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Residency Applicants Beware! Make Sure You Understand the Match Participation Agreement

Created February 15, 2017 by James P. Holloway
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With Match Week approaching, this is an exciting and hectic time. As you prepare for the next phase of your medical career, it is also important to understand legal issues involved in the Match®, administered by the National Resident Matching Program (NRMP)®. As part of the online enrollment process for the Match, residents accept the NRMP’s Match Participation Agreement (MPA). Residents cannot register for the Match unless they accept the MPA. The MPA is a binding contract exceeding 30 pages. Many residents never read the MPA during the online enrollment process. Others may skim the MPA, but not read the terms carefully. Lurking within the MPA, however, are numerous restrictions on what residents may do before, during, and after Match Week. Applicants who fail to comply with those restrictions in the MPA may commit a match violation, which could lead to substantial penalties and adverse consequences for your medical career. Therefore, it is essential to be aware of your obligations under the MPA and to assure your compliance with the MPA.

Many Ways to Commit a Match Violation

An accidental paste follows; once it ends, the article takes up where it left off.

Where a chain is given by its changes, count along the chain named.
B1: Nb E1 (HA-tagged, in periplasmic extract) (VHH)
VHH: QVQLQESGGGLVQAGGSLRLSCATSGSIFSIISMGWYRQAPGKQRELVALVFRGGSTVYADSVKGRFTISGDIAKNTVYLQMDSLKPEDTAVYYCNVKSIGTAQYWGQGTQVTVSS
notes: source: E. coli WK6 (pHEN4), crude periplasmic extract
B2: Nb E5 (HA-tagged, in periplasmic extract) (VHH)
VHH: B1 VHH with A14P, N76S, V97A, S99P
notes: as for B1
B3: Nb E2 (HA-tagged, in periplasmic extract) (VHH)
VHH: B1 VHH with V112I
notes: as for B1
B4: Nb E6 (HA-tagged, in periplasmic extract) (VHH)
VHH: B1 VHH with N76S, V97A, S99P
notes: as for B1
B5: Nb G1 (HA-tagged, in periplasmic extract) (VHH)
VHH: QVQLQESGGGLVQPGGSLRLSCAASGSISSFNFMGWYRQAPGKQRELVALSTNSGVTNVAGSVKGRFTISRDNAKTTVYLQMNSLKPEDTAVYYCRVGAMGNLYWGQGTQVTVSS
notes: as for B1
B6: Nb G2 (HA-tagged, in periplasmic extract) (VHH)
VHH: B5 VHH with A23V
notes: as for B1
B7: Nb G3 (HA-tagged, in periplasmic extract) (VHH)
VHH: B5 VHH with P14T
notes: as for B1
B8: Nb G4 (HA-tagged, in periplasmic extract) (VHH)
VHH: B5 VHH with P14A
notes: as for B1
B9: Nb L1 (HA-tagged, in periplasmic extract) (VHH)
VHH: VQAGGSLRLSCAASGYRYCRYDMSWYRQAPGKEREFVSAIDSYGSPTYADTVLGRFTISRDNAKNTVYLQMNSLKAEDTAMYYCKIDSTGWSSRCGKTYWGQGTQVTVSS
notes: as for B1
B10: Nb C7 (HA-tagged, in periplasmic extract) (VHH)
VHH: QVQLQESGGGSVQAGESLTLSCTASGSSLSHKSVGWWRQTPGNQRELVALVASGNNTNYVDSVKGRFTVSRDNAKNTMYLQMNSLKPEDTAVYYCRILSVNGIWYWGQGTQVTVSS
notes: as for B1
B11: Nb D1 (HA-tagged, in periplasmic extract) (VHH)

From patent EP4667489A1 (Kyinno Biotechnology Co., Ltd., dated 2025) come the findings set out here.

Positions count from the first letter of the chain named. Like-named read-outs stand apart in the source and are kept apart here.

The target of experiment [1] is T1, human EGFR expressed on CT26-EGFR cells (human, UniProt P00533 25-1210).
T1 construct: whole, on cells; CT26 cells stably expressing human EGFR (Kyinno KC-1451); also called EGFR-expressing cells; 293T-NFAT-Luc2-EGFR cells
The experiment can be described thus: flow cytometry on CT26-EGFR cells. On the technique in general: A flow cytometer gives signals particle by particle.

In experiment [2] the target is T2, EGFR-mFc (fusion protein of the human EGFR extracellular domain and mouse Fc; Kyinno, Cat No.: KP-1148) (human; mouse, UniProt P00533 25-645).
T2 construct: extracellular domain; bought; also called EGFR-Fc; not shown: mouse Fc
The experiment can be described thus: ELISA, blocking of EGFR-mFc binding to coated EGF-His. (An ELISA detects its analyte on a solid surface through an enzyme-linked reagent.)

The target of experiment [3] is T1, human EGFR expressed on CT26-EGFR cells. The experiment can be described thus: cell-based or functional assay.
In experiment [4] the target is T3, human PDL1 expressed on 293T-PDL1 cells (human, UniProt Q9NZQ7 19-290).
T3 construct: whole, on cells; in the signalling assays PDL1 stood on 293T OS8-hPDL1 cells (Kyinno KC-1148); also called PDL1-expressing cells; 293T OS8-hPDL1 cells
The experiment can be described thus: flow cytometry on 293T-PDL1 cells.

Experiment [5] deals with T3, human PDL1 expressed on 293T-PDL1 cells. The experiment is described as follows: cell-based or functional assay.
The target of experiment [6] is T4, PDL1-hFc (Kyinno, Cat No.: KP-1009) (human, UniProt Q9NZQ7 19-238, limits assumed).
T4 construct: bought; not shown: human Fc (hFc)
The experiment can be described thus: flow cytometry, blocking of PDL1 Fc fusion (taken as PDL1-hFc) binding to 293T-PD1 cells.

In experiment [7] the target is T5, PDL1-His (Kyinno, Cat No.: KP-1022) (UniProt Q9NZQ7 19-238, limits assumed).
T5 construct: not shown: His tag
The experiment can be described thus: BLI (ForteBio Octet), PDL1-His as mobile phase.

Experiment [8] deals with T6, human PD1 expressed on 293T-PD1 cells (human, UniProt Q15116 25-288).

The MPA prohibits a variety of actions by residents. For example, the MPA restricts residents from backing out of their Match commitment. While the MPA allows a resident to request the NRMP for a waiver releasing the resident from a Match or SOAP® position, the resident may not leave his/her residency program or communicate with any other residency program unless and until the NRMP grants the waiver request. In addition, the MPA prohibits residents from withdrawing from the Match after the rank order list certification deadline, and even prohibits residents from contacting other programs after the rank order list certification deadline. Residents may not contact programs to which they have applied until after the Match results are announced. Furthermore, the MPA prohibits residents from disclosing any confidential Match information contained in the NRMP’s “R3”® system. If a resident shares his/her NRMP code number or password with a person who is not registered for the Match, that is also a Match violation. Moreover, residents who provide false, misleading, or incomplete information to residency programs during the Match process – including in applications, letters of reference, or interviews – commit a Match violation. These are only some of the ways to violate the MPA. And the MPA has a “catch all” provision that allows the NRMP to declare a Match violation if residents fail to “conduct their affairs in an ethical and professionally responsible manner.” That provision allows the NRMP to declare that a wide variety of conduct amounts to a Match violation. Many residents report they were unaware of the restrictions contained in the MPA.

The Process for Challenging Match Violations